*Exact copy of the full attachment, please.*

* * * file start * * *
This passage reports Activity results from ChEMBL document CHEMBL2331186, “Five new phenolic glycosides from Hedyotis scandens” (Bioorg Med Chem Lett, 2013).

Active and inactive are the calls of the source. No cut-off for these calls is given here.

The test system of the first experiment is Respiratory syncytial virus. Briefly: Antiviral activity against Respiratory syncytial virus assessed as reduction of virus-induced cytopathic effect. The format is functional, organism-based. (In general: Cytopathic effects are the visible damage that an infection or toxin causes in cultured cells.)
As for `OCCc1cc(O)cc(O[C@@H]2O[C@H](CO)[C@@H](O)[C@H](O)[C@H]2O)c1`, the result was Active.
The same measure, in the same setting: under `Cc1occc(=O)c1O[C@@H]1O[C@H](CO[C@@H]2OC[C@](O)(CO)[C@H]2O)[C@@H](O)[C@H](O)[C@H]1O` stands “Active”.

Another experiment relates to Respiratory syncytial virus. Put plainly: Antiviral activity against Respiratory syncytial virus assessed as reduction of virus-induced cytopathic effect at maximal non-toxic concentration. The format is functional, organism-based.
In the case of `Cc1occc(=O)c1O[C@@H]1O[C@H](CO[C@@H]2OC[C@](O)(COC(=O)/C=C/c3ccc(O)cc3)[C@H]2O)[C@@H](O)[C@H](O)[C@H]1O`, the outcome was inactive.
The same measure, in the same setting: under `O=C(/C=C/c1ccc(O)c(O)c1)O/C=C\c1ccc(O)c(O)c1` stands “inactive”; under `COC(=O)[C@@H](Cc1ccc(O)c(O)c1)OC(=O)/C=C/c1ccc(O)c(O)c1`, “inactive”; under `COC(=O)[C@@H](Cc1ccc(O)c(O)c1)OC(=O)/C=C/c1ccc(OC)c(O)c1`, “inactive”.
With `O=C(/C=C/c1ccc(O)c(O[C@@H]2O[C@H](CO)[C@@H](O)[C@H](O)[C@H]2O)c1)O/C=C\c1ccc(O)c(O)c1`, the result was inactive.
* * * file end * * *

This passage reports Activity results from ChEMBL document CHEMBL2331186, “Five new phenolic glycosides from Hedyotis scandens” (Bioorg Med Chem Lett, 2013).

Active and inactive are the calls of the source. No cut-off for these calls is given here.

The test system of the first experiment is Respiratory syncytial virus. Briefly: Antiviral activity against Respiratory syncytial virus assessed as reduction of virus-induced cytopathic effect. The format is functional, organism-based. (In general: Cytopathic effects are the visible damage that an infection or toxin causes in cultured cells.)
As for `OCCc1cc(O)cc(O[C@@H]2O[C@H](CO)[C@@H](O)[C@H](O)[C@H]2O)c1`, the result was Active.
The same measure, in the same setting: under `Cc1occc(=O)c1O[C@@H]1O[C@H](CO[C@@H]2OC[C@](O)(CO)[C@H]2O)[C@@H](O)[C@H](O)[C@H]1O` stands “Active”.

Another experiment relates to Respiratory syncytial virus. Put plainly: Antiviral activity against Respiratory syncytial virus assessed as reduction of virus-induced cytopathic effect at maximal non-toxic concentration. The format is functional, organism-based.
In the case of `Cc1occc(=O)c1O[C@@H]1O[C@H](CO[C@@H]2OC[C@](O)(COC(=O)/C=C/c3ccc(O)cc3)[C@H]2O)[C@@H](O)[C@H](O)[C@H]1O`, the outcome was inactive.
The same measure, in the same setting: under `O=C(/C=C/c1ccc(O)c(O)c1)O/C=C\c1ccc(O)c(O)c1` stands “inactive”; under `COC(=O)[C@@H](Cc1ccc(O)c(O)c1)OC(=O)/C=C/c1ccc(O)c(O)c1`, “inactive”; under `COC(=O)[C@@H](Cc1ccc(O)c(O)c1)OC(=O)/C=C/c1ccc(OC)c(O)c1`, “inactive”.
With `O=C(/C=C/c1ccc(O)c(O[C@@H]2O[C@H](CO)[C@@H](O)[C@H](O)[C@H]2O)c1)O/C=C\c1ccc(O)c(O)c1`, the result was inactive.